Such moments of disconnect between instinct and morality occur throughout Cemetery Without Crosses. Manuel inveigles his way into the Rogers’ inner circle, but only as a means through which to kidnap the patriarch’s daughter and ultimately get a shot at killing the whole group. Maria pays Manuel for his services with money once stolen by her fallen husband from the Rogers family. Like other pessimistically oriented European genre appropriations (such as, to keep it within Hossein’s national cinema, the crime films of Jean-Pierre Melville), Cemetery Without Crosses sets off to dissect the ways in which base concerns—money, one-upmanship, pride—obscure and obstruct the characters’ deep-seated aspirations. Hossein and Mercier’s closing scene together, which finds the former halfheartedly promising greener pastures up north even as the latter unambiguously experiences her last gasps of life, is a pithy summation of the hopelessness of any effort to harmonize the emotional and the immoral.
What makes this thematic point sting is the spring-loaded patience of Hossein’s filmmaking, which drags out key decision-making into minutes of conflicted stares before condensing the ugly jolts of action into a few staccato cuts. Deliberation and preparation are emphasized (when considering violence, Manuel always slides on a black leather glove in a naked pastiche of iconic gunslingers) even as they prove futile when survival urges kick in. The two separate tiers of the film’s soundtrack reflect this wide gulf between physical clashes and their hollow emotional reverberations: There’s the rollicking desert-rock theme song “The Rope and The Colt” (sung by American expat Scott Walker in his part-macho, part-melancholic croon) as well as the far softer, sadder noodling of a nylon-stringed guitar (Morricone-inspired pieces written by Hossein’s father). It’s fitting that the film ends with the latter music while the image petrifies to black and white: After all the false bravery, all that’s left in this dirt-encrusted ghost land is an air of despondency, the human remnants of greed and competition gradually fading into obsolescence.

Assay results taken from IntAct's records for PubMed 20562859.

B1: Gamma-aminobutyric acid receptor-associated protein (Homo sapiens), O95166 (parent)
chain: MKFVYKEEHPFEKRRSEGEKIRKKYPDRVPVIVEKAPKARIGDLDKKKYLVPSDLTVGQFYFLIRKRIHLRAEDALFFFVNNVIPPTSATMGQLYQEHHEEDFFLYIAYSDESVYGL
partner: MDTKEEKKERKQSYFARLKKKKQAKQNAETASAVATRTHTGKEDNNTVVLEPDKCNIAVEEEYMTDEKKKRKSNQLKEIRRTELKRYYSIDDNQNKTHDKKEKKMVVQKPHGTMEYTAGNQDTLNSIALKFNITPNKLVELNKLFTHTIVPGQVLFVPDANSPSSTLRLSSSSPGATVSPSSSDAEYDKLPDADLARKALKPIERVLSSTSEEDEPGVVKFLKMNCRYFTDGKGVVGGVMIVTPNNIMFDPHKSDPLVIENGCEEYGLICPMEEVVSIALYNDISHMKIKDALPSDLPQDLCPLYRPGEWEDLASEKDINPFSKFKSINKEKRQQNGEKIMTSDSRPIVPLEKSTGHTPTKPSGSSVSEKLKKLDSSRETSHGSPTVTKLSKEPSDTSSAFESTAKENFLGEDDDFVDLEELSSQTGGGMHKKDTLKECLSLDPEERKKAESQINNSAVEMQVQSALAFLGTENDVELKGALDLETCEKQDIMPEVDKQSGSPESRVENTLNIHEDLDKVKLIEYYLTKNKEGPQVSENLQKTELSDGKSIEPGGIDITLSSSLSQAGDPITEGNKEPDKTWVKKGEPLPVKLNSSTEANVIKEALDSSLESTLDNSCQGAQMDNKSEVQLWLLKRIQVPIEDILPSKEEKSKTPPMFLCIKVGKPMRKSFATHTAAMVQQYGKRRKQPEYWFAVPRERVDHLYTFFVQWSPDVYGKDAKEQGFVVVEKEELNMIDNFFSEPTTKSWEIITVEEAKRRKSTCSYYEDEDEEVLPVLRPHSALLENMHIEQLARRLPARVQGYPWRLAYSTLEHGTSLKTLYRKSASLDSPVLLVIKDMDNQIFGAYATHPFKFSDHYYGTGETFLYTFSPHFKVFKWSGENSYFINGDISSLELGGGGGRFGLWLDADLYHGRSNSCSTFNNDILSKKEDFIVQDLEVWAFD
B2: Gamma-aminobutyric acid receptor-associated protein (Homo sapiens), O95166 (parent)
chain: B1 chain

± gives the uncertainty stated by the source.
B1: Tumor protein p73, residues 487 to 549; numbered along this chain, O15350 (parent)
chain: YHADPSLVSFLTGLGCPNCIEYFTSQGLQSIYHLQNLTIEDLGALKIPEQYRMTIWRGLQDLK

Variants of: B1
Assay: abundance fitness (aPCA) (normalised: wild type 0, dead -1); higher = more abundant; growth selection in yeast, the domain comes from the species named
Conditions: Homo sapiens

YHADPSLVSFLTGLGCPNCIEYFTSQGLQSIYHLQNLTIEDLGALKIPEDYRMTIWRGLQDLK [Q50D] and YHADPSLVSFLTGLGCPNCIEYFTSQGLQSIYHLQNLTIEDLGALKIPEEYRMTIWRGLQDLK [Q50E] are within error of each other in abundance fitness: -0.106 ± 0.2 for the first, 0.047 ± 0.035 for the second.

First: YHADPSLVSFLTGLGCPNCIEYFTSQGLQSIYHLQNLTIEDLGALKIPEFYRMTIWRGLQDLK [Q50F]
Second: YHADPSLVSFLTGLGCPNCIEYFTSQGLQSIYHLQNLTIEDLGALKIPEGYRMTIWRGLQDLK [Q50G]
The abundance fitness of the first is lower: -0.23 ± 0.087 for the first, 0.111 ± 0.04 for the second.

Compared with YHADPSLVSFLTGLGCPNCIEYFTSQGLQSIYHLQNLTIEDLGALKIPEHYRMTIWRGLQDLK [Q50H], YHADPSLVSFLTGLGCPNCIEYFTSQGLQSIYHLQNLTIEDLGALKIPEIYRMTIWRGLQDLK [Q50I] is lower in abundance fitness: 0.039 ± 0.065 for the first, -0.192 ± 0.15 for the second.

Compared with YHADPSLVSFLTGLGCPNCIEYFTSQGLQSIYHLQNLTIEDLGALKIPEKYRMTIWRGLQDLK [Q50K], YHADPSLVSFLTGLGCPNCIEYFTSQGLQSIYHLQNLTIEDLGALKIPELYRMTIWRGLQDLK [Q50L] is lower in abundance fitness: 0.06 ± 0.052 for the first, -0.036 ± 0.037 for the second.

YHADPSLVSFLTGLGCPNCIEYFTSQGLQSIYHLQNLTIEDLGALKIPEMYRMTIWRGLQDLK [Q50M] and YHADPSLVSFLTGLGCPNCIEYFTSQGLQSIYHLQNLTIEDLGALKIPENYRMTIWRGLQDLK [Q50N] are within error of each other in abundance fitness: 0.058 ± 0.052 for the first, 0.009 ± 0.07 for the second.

Cemetery Without Crosses’s newly restored image is sharp and detailed, doing full justice to the gritty texture of Robert Hossein’s locations. One scene at a smoky saloon could have easily degenerated into unintelligibility with a sloppy transfer, but Arrow’s preservation ensures that the shots pop with all the little set elements and wardrobe eccentricities hidden within the clouds of dust. It’s not a terribly saturated restoration (with the exception of some incongruously vibrant blue skies), but that’s in keeping with the emptied-out vigor of Hossein’s world. The soundtrack is hushed but exacting, and in general the dubbed voices (one version in Italian with dialogue by Dario Argento, another in English) are integrated organically into the sonic space.
It’s more or less quantity over quality with the supplements here, though Arrow can’t exactly be faulted for working with what was available. The two archival segments included on the disc—a location report for the French television show Cinéma and a stray interview recorded in Monte Carlo—are disappointingly brief. However, they do offer some key nuggets of wisdom from Hossein. In the former, he talks about developing an understanding of "mythology of the western" from a young age, and in the latter expands on that knowledge by adding that "It’s not a moral genre; it’s amoral." More frustrating is the interview with Hossein shot exclusively for this disc, which wraps up in a mere five minutes after a rambling remembrance of behind-the-scenes history. Fortunately, Arrow has also included two insightful booklet essays—one by scholar Ginette Vincendeau that contextualizes the film’s distinctly European traits and another by critic Rob Young analyzing the interplay between Scott Walker’s musical career and his work on Cemetery Without Crosses.
An anomalous "baguette western" (a term coined by Alex Cox) from the late ’60s comes to home video, and it’s a revelation of harsh, melancholy fatalism.